Enzymes help make life possible by making chemical reactions occur, controlling metabolic functions and regulating almost all biochemical reactions within the human body. Enzymes help move muscles,
stimulate nerves, keep the heart beating and assist with breathing and thinking. Enzymes can promote digestion, diminish swelling, fight wrinkles, support immunity and help the body heal in countless ways. We cannot exist without them.
The human body is made up of many enzymes. One specific group is called digestive enzymes, which are made by the pancreas. Salivary glands also produce digestive enzymes when you chew food. Enzymes are also found in foods naturally. Digestive enzymes are vital to the body's ability to correctly break down and process the food you eat.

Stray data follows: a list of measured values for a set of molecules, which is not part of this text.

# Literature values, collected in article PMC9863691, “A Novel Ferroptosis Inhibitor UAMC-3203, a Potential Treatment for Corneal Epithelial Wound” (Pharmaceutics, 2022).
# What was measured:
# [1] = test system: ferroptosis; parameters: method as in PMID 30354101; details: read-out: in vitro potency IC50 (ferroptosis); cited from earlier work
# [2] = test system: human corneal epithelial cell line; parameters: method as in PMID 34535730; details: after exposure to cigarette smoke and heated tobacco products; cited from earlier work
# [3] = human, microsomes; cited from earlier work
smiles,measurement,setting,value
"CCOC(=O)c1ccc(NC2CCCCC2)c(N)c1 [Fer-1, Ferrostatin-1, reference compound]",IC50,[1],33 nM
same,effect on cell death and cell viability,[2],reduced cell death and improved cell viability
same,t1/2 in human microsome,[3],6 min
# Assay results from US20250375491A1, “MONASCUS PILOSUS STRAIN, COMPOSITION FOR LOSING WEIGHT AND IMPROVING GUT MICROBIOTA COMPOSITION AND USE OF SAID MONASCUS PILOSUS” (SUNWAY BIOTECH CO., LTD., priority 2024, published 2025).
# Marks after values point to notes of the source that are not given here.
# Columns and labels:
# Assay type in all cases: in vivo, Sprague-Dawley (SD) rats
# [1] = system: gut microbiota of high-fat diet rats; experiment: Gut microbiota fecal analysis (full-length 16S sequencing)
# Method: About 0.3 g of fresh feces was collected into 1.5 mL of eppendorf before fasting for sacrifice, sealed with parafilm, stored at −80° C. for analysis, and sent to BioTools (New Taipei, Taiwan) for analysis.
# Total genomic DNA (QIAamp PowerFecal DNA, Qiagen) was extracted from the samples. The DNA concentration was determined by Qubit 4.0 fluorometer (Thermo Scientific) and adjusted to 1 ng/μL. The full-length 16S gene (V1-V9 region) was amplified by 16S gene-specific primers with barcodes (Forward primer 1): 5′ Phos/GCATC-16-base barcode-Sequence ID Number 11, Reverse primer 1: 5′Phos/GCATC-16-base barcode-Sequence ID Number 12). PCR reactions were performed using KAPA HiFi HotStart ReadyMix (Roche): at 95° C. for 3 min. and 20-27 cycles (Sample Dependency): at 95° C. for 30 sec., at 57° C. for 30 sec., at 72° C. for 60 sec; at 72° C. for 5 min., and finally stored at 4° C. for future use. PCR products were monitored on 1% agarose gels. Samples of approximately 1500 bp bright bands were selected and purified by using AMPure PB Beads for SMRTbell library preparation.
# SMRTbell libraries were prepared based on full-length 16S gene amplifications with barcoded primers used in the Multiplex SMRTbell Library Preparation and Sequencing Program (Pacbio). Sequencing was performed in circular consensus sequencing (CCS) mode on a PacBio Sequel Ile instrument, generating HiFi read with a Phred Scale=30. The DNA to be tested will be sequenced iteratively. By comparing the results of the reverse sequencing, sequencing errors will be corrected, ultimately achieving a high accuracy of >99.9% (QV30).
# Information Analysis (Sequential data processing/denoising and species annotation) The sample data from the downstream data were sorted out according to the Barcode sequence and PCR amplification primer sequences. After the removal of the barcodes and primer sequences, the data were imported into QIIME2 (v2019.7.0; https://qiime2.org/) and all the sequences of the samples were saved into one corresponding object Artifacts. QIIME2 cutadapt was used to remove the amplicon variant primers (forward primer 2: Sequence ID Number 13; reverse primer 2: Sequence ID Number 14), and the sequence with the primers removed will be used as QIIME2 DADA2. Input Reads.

They are responsible for capturing the nutrients from food and releasing them into the blood stream. A lack of digestive enzymes has a major impact on the ability to stay healthy.
Enzymes are also fragile, unstable and decrease in production as we age. Fruits and vegetables which have not been cooked, canned or processed are excellent sources of enzymes. However, the American diet is generally enzyme-deficient because the majority of the food we consume has been cooked or processed. Enzymes are killed when exposed to heat above 118 degrees (boiling, microwaving, frying, baking, etc.) Plus, some sources say, for every 10 years of life there is a 13% decrease in your own enzyme production.
Not enough digestive enzymes can increase the likelihood that undigested food will enter the colon. Poor digestion has been associated with occasional mood swings, irritability, weight gain, headaches, and more. Plus, undigested foods can cause gases, acids and internal putrefaction (rotting). Gas, heartburn, bloating, diarrhea, constipation and skir issues can all occur. Perhaps many people feel uncomfortable after eating because they lack digestive enzymes.